What Materials Do You Need to Paint Trim?
You’ll need the following materials to paint your trim:
- Paintbrush. A paintbrush is an essential tool for painting trim. A short, angled brush is ideal for painting trim. The angled bristles can easily paint corners and fine lines.
- Painting tray. You’ll need a clean paint tray for pouring paint. Ensure the tray is free of dust and dry paint remnants to avoid discoloring the new paint.
- Painter’s tape. Painter’s tape helps you create crisp lines and edges and prevents paint from bleeding into unwanted spaces. This specialty tape has a weaker adhesive than conventional masking tape, which means it won’t leave behind any tape residue or peel off the paint it’s covering.
- Sandpaper. If your trim is worn, you’ll need 80-grit sandpaper and a sanding block to even out the surface.
- Caulk gun. A caulk gun seals the gaps between the trim and the wall.
- Paint. The type of paint you choose can affect the finish of your trim. When working with oil-based or latex paint, you’ll need to know how it applies when it’s wet, and how it will look when dry. Semi-gloss paint is a popular choice for painting trim because it is durable and easy to clean.
- Primer. Primer can help ensure a smooth application and sleek finish for your paint job. Select a dedicated primer that works with your water or oil-based paint.
How to Paint Trim
Once you have all the necessary materials, it’s time to start your DIY trim-painting project:
- Prepare the painting area. Prepare the painting area by clearing out any furniture or obstacles. Line your floors with drop cloths or tarps to protect it from paint splatters and accidents.
- Use your tape. Use painter’s tape to tape off the edges adjacent to the area you’re painting. To paint baseboards with carpeted floors, use a putty knife to wedge tape beneath the trim, so there’s a clear separation of areas.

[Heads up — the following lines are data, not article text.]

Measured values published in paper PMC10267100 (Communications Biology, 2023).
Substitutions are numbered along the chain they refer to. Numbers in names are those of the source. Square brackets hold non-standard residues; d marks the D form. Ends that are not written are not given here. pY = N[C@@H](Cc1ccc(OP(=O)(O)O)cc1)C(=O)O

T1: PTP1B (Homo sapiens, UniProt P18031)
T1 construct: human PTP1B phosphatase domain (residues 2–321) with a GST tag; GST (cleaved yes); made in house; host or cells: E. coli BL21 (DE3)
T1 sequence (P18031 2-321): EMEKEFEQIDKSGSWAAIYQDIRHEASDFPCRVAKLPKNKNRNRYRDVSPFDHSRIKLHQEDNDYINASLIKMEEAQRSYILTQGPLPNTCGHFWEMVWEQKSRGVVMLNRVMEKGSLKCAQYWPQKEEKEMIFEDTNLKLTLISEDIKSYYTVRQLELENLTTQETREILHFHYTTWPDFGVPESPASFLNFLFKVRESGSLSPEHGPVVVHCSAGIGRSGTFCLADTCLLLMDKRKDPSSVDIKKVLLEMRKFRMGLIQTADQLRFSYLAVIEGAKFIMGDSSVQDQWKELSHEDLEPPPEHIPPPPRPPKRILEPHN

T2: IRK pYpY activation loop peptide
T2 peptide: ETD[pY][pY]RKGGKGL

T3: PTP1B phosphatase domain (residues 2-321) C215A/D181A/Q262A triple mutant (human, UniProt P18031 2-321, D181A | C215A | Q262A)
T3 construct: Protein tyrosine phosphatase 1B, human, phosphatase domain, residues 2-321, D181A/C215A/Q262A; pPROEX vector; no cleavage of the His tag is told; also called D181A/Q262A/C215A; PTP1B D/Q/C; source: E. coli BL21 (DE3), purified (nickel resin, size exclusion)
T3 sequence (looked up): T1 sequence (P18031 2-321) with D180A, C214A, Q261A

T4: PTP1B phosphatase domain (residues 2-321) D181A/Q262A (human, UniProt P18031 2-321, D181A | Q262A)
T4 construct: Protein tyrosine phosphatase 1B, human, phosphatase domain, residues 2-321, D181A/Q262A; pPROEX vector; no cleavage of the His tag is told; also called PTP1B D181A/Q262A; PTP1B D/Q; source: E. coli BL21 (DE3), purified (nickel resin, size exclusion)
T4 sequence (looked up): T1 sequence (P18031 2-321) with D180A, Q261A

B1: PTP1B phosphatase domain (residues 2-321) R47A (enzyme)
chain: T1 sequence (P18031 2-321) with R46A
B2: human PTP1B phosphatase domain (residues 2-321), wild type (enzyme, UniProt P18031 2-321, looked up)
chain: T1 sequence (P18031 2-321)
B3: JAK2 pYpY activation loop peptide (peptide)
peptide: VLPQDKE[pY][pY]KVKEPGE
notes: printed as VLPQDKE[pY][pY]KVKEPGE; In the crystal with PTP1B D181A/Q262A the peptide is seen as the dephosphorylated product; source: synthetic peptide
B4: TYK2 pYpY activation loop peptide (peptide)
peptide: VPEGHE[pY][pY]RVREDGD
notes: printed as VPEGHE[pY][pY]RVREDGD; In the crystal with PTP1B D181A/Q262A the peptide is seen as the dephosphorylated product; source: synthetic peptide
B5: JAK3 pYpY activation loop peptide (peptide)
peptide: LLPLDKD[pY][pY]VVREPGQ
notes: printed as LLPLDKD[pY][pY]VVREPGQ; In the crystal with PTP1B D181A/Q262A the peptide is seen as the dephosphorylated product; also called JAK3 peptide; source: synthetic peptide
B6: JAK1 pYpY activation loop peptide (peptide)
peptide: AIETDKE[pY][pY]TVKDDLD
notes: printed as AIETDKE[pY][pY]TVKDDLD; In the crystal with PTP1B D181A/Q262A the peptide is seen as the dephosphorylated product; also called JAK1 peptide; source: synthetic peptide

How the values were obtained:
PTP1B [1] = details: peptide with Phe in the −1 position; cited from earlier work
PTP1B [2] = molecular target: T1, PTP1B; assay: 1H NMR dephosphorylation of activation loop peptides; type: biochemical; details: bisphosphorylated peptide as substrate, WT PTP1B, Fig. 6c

- Fill in the gaps. Use a spackling compound to fill in any holes or crevices. If necessary, use a caulk gun to seal off the gaps where the trim meets the wall. Sand down the trim after you fill the holes to ensure your painting surface is even.
- Clean. Wipe down the painting area with a tack cloth or damp rag to eliminate any dust or residue. You can use dish soap and warm water to clean off heavily soiled areas.
- Prime. Apply a layer of primer in long, straight lines, following the length of the trim. Gently lift your brush after each stroke to prevent splotches from forming.
- Sand again. Once the primer dries, gently sand it down to remove the remaining brush strokes. Wipe down the trim with a damp rag.
- Paint. Pour your paint into the paint tray, and dip about an inch of your brush into the paint. Wipe off the excess paint on the edge of the tray, and apply your first coat to the trim with multiple short strokes. After you cover one side of the trim, use one long brush stroke to eliminate your smaller brush marks. After it dries, add a second coat of paint. Repeat the process for each section of trim you’re painting.
- Score. Once your paint fully dries, peel off the painter’s tape at a 45-degree angle. You can also use the putty knife to score along the wall, gently slicing the tape for easier peeling. Be gentle when removing the tape to avoid pulling off the new paint.
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